dialects that figure prominently in Abu-Mansour’s (1996) discussion
of voicing.
3.1. Daragözü
Daragözü is an Arabic dialect spoken in Turkey (Jastrow 1973). Its
stress rule distinguishes closed from open syllables in the expected
way (cf. below). Similar to Turkish, Daragözü devoices word-final
obstruents. Daragözü also regressively assimilates voicing in obstruent clusters and thus has the constraint ranking of Polish seen in (10).
According to Jastrow (1973: 31), “[v]iewed from the end of the
word, stress is on the word-internal first long vowel or the first VCC
sequence, otherwise on the first syllable of the word”. At the end of
the word before pause all voiced consonants are realised as voiceless
(Jastrow 1973: 19). Final devoicing is not reflected in Jastrow’s transcriptions, except for the pharyngeal /9/, which takes the voiceless
variant /H/ word-finally and before a voiceless consonant. For voicing assimilation Jastrow (1973: 24) states: “If a voiced and voiceless
consonant come in contact, then the group is uniquely voiced or
voiceless such that the first consonant assimilates to the second”.
These principles of Daragözü phonology are reflected in the following paradigm for the verb /qaTa9/ ‘cut’.
(21) Daragözü regressive voicing assimilation
1st person
2nd person
Singular masculine [qaTáH-tu]
Singular feminine
[q TáH-tu]
3rd person
18 Kenstowicz, Abu-Mansour, and Törkenczy
The form of particular interest here is the first plural [qaTá9-na]. It
must have a closed penultimate syllable in order to attract the stress
and so the /9/ must occupy the coda. Nevertheless, /9/ is not devoiced. This makes perfect sense according to the revised licensing
principle in (17) which preserves [voice] on presonorant segments
regardless of syllabic affiliation. See Rubach (1996) and Steriade
(1999a) for similar critiques, based on Polish and Lithuanian. Daragözö thus has the same ranking as Polish in (19a) with faithfulness
for voicing slipped between neutralization in word-final and presonorant position.
3.2. Makkan
Abu-Mansour (1996) also discusses voicing assimilation in the Saudi-Arabian dialect of Makkah. It differs from Daragözü in retaining
the contrast between voiced versus voiceless obstruents word-finally
as well as before a voiced obstruent. Before voiceless obstruents
there is devoicing of underlying voiced obstruents.
(22) Devoicing in Makkan Arabic, part 1
/yi+ktub/ [yiktub]
/yi+dbaH/ [yidbaH] ‘slaughters’
Viewed formally, Makkan Arabic is the Dep-[voice] >> Uniformity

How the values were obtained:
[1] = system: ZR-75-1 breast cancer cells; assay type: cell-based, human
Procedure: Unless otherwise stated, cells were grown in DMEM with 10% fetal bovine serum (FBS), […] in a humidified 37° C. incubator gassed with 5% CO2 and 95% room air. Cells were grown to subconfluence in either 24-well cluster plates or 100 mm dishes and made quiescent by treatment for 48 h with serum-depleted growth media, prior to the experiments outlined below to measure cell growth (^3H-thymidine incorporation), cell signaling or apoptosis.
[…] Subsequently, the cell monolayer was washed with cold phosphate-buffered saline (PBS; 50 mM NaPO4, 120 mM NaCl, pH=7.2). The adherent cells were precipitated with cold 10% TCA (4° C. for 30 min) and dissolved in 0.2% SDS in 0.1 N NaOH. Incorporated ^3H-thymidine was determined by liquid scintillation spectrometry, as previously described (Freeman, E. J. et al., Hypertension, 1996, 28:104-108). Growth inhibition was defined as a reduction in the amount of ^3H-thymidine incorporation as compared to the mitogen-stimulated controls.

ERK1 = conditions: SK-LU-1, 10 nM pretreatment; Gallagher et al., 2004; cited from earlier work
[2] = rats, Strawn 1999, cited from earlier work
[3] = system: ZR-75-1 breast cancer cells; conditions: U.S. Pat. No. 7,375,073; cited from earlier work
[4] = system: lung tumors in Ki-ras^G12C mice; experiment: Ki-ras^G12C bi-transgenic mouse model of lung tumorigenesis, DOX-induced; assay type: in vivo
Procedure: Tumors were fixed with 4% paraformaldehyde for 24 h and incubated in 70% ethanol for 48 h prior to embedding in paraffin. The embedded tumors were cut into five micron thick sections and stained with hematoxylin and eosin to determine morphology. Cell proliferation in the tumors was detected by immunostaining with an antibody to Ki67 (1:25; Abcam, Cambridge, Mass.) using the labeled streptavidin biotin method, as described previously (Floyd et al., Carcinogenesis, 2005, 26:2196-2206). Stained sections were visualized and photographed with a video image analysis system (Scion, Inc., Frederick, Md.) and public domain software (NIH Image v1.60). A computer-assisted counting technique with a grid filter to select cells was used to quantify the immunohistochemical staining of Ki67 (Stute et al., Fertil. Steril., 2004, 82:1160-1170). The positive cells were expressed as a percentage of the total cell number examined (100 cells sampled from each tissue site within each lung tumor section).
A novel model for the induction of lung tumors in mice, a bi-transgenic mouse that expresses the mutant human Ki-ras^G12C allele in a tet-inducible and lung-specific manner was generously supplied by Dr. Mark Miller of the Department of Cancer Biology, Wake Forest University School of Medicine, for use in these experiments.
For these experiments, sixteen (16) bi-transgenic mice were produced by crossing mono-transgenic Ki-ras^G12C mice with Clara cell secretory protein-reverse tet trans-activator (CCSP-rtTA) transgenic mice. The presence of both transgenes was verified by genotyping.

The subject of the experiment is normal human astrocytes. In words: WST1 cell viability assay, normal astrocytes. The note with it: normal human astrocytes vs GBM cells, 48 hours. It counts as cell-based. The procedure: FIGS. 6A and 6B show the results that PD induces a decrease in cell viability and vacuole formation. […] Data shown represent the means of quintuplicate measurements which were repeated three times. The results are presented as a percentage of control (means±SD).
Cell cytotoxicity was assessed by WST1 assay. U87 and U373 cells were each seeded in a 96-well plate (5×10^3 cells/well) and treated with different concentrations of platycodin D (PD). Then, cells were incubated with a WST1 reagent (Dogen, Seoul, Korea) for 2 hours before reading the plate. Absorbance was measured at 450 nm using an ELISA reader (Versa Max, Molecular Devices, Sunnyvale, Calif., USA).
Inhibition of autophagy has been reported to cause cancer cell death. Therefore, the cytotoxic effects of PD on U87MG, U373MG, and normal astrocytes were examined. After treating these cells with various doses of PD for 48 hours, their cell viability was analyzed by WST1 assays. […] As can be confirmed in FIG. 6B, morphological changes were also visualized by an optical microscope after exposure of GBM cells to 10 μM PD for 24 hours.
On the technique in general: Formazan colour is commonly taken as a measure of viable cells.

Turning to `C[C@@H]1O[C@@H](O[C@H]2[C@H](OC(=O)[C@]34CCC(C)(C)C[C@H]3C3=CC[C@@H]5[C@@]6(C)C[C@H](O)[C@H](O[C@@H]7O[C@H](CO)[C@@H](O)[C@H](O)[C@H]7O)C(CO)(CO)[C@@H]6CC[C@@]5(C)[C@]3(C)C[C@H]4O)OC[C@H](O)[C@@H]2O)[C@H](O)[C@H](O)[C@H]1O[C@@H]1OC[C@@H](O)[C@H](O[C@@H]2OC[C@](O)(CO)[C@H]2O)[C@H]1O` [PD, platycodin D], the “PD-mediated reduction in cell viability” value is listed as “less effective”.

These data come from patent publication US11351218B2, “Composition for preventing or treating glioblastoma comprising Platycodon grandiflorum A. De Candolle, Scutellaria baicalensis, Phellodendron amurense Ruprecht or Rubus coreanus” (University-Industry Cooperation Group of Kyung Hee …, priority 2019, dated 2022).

>> Max-[voice] counterpart to Ukrainian (Gnanadesikan 1997).
(23) Devoicing in Makkan Arabic, part 2 (to be revised)
a. /yi+tba9/
Dep-[voice] Uniformity Max-[voice]
-> [tb]
While this analysis works, we suggest an alternative more in keeping
with the notion of phonological and phonetic salience. Presonorant
Two notes on laryngeal licensing
position is an optimal context in which to preserve a voicing distinction in obstruents because sonorants typically do not themselves contrast in voicing and so allow voice onset time to serve as an effective
cue to the voicing distinction. What is special about Makkan Arabic,
we suggest, is that the context for licensing the voicing contrast is
extended from sonorants to voiced obstruents. On this view, just as a
sonorant such as the nasal in [yikniz] ‘accumulates’ versus [yigni]
‘owns’ licenses the voicing contrast in the preceding stops so does the
/b/ in [yitba9] ‘follows’ versus [yidbaH] ‘slaughters’. From the perspective of phonological salience, the Makkan pattern can be captured by dividing the *[±voice] / __ [-sonorant] constraint into voiceless and voiced contextual variants, with faithfulness for [voice]
ranked between them.
(24) Devoicing in Makkan Arabic, part 3
a. /yi+tba9/ *[±voice]/__[-son, - Id-[voice] *[±voice]/_
-> [tb]
b. /yi+dbaH/ *[±voice]/__[-son, - Id-[voice] *[±voice]/_
_ [-son,
-> [db]
-> [tf]
*[±voice]/__[-son, - Id-[voice] *[±voice]/_
_ [-son,
One final observation. Makkan masdars (nominalisations) in the
CaCC-template break up rising sonority clusters with epenthesis:
/?akl/ -> [?akil] ‘food’. But obstruent clusters generally surface without any vocalic support. The range of consonants composing the final
cluster in the input freely combines all four possible combinations of
20 Kenstowicz, Abu-Mansour, and Törkenczy
voiced and voiceless obstruents. The remarkable fact is that these
clusters are resolved in essentially the same way as medial ones:
there is devoicing but no voicing.
(25) Devoicing in Makkan Arabic, part 4
/9abd/ 9abd ‘slave’
In a preliminary phonetic study of such clusters with two speakers,